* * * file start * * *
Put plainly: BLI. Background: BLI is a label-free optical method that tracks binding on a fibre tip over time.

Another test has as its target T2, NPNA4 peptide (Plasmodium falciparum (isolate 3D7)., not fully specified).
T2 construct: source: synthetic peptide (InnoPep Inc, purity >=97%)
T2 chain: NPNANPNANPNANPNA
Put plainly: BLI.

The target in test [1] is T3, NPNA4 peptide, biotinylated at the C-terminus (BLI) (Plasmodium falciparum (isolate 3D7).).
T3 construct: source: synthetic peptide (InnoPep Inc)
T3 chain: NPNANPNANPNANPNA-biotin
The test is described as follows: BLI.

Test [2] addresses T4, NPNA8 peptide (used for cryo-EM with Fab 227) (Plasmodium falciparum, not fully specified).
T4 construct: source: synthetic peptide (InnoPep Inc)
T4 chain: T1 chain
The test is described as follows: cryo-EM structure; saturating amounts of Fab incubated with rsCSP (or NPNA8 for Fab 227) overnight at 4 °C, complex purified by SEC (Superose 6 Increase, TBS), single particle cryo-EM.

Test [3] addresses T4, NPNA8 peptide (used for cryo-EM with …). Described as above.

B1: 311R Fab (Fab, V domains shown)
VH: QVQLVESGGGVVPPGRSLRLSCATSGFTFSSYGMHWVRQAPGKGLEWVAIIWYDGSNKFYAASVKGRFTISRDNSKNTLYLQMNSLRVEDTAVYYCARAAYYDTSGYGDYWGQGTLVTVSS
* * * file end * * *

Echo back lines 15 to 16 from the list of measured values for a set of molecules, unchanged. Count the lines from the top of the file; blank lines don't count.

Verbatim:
B1: 311R Fab (Fab, V domains shown)
VH: QVQLVESGGGVVPPGRSLRLSCATSGFTFSSYGMHWVRQAPGKGLEWVAIIWYDGSNKFYAASVKGRFTISRDNSKNTLYLQMNSLRVEDTAVYYCARAAYYDTSGYGDYWGQGTLVTVSS